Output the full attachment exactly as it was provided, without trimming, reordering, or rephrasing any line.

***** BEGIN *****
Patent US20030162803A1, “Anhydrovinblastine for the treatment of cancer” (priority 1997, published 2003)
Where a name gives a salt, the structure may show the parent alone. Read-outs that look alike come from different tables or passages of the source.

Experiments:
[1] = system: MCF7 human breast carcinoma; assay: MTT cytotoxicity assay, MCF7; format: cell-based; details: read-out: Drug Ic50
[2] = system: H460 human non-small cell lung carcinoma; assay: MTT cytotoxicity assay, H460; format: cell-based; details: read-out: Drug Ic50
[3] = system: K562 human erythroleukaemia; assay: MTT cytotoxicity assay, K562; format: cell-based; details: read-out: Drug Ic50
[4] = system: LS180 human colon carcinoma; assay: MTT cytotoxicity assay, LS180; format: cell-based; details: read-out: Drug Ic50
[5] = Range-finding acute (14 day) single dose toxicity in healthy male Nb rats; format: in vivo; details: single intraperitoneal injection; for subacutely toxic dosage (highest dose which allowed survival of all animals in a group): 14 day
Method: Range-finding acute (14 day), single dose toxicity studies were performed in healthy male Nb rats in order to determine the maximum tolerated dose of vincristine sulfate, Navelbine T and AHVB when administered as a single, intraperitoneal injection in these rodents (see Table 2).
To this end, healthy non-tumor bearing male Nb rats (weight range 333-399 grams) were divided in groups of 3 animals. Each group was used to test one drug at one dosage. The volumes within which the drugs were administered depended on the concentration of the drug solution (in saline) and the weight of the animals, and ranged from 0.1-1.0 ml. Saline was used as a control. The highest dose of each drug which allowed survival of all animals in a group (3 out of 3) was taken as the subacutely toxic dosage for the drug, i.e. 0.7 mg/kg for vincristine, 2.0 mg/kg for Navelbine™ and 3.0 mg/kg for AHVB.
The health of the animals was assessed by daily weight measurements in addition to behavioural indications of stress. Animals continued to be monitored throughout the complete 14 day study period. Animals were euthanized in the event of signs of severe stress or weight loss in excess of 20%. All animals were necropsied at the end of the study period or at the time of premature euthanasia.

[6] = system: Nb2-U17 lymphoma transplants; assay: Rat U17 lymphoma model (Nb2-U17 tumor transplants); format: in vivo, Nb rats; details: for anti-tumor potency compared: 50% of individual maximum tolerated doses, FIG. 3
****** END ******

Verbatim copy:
Patent US20030162803A1, “Anhydrovinblastine for the treatment of cancer” (priority 1997, published 2003)
Where a name gives a salt, the structure may show the parent alone. Read-outs that look alike come from different tables or passages of the source.

Experiments:
[1] = system: MCF7 human breast carcinoma; assay: MTT cytotoxicity assay, MCF7; format: cell-based; details: read-out: Drug Ic50
[2] = system: H460 human non-small cell lung carcinoma; assay: MTT cytotoxicity assay, H460; format: cell-based; details: read-out: Drug Ic50
[3] = system: K562 human erythroleukaemia; assay: MTT cytotoxicity assay, K562; format: cell-based; details: read-out: Drug Ic50
[4] = system: LS180 human colon carcinoma; assay: MTT cytotoxicity assay, LS180; format: cell-based; details: read-out: Drug Ic50
[5] = Range-finding acute (14 day) single dose toxicity in healthy male Nb rats; format: in vivo; details: single intraperitoneal injection; for subacutely toxic dosage (highest dose which allowed survival of all animals in a group): 14 day
Method: Range-finding acute (14 day), single dose toxicity studies were performed in healthy male Nb rats in order to determine the maximum tolerated dose of vincristine sulfate, Navelbine T and AHVB when administered as a single, intraperitoneal injection in these rodents (see Table 2).
To this end, healthy non-tumor bearing male Nb rats (weight range 333-399 grams) were divided in groups of 3 animals. Each group was used to test one drug at one dosage. The volumes within which the drugs were administered depended on the concentration of the drug solution (in saline) and the weight of the animals, and ranged from 0.1-1.0 ml. Saline was used as a control. The highest dose of each drug which allowed survival of all animals in a group (3 out of 3) was taken as the subacutely toxic dosage for the drug, i.e. 0.7 mg/kg for vincristine, 2.0 mg/kg for Navelbine™ and 3.0 mg/kg for AHVB.
The health of the animals was assessed by daily weight measurements in addition to behavioural indications of stress. Animals continued to be monitored throughout the complete 14 day study period. Animals were euthanized in the event of signs of severe stress or weight loss in excess of 20%. All animals were necropsied at the end of the study period or at the time of premature euthanasia.

[6] = system: Nb2-U17 lymphoma transplants; assay: Rat U17 lymphoma model (Nb2-U17 tumor transplants); format: in vivo, Nb rats; details: for anti-tumor potency compared: 50% of individual maximum tolerated doses, FIG. 3